The survivors build a camp on top of the Bathtub, believing they have enough animals to last until the water goes down. The schoolteacher is among them and cautions, ‘Everything beautiful is gone. First the trees are gonna die, then the animals, then the fish – you better think about moving.’ She also tells Hushpuppy, ‘Most important thing I can teach you is to take care of people smaller and sweeter than you are.’

Two weeks later the salt water causes everything to die – dead trees and bloated cows float by, and when the water recedes the true devastation is apparent. ‘It didn’t matter that the water was gone. Sometimes you can break something so bad that it can’t be put back together. When you’re small you have to fix what you can.’ The aurochs rampage through and there is a mandatory evacuation: ‘strong animals got no mercy.’

Hushpuppy and Wink are taken and put in a shelter with bright lights that ‘looked like a fish tank with no water’, which they are told is for their own good. ‘When an animal gets sick here they plug it into the wall. Daddy said that if he ever got so sick that he couldn’t drink beer or catch catfish I had to put him in a boat and set fire to it so they couldn’t plug him into the wall.’ Wink is very ill and, though she is told everybody’s daddy dies, Hushpuppy denies it: ‘Not my daddy’. He explains to her, ‘I can’t take care of you no more. I didn’t want you to see that’, but she faces down the aurochs and counters, ‘The brave stay and watch it happen. They don’t run’.

Things go all hallucinogenic as she swims to a shack on a raft where kindly prostitutes (including one who may or may not be her mother) adore her as a plaything – ‘One day everything on your plate gonna fall on the floor and there ain’t gonna be nobody there to pick it up for you.’ Hushpuppy receives some of the physical affection she craves, but I must admit I had given up by now, partly because of the shaky focus issues, and partly due to the overwrought ecological hokum. ‘I’m a little piece of a big, big universe.’ So you said. We get it.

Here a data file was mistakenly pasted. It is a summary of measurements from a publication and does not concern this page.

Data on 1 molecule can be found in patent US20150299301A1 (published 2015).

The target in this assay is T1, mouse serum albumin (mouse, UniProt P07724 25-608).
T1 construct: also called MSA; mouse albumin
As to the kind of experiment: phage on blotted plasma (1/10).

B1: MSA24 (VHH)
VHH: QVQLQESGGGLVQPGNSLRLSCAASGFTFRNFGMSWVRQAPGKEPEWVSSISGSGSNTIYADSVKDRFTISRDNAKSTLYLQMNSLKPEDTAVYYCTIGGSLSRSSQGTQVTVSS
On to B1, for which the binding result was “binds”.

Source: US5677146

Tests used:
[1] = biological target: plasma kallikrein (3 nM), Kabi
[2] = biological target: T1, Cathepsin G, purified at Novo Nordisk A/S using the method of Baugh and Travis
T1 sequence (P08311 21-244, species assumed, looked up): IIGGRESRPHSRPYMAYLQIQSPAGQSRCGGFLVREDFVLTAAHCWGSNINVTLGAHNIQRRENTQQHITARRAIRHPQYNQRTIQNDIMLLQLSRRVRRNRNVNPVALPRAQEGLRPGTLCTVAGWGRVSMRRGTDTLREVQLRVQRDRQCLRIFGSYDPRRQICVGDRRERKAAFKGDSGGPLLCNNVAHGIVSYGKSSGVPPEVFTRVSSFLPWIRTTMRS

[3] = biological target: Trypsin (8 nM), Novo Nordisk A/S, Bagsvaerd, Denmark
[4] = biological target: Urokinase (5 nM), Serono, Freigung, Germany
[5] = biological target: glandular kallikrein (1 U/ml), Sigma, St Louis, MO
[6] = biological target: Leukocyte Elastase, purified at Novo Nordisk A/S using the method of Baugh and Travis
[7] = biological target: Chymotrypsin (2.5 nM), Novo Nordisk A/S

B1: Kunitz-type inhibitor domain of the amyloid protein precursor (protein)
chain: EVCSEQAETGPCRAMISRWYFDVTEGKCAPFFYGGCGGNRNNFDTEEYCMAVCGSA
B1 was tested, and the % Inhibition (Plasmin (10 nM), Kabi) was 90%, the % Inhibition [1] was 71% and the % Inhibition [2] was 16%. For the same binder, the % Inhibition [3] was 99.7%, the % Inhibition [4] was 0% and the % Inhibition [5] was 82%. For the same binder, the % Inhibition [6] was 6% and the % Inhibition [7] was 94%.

The film is adapted from a stage play, Juicy and Delicious, by Lucy Alibar. She worked on the film screenplay with director, Benh Zeitlin, and made a few changes. The character of Hushpuppy is originally male, but they made her a little girl to explore the father/daughter relationship of love/ responsibility/ protection. Also Alibar says they filled it up with music. Most of this is by Zeitlin and Dan Romer, with other tunes included from Lost Bayou Ramblers, Balfa Brothers and Harry Coates. The Cajun-influenced rock beats suffuse the film with depth and richness – it’s definitely a highlight.


blurooferika said...

I disagree, Kate. I found BOTSW compelling and thought-provoking. I thought it did a fabulous job of portraying a very confusing world through the eyes of a 6-year-old girl with little education and few means to learn about the world other than through her drunken, terminally-ill dad and good-time neighbors.

The aurochs were a cool narrative device and something that Hushpuppy could relate to, given her affinity for animals of all kinds. The dream sequence with the other girls and the whores was her just reward for years spent yearning for her absentee mom. Yes, the audience had to suspend their disbelief in a few sections of the movie, but if indy filmmakers can't take liberties portraying a child's imagination, who can?

PS: I only found the camera work to be queasy and distracting in the very beginning of the film.

Kate Blackhurst said...

Fair enough. I really liked the relationship between Hushpuppy and her father (and her absent mother), and I appreciate her perception of the confusing world.

I have no problem at all with the suspension of belief, but I just thought the eco message was very heavy-handed and overdone. I get that she needs to interpret the world her own way because she is only six and uneducated, but there is no need to treat the audience as though they are too. I hate being preached at.

And I know I suffer badly from cinema vertigo and that it doesn't effect everyone, but to those of us it does, it's torture.

Anyway, it must have been thought-provoking and affecting because I wrote about it, right? And it certainly wasn't my least favourite of the Oscar-nominated films...

Kate x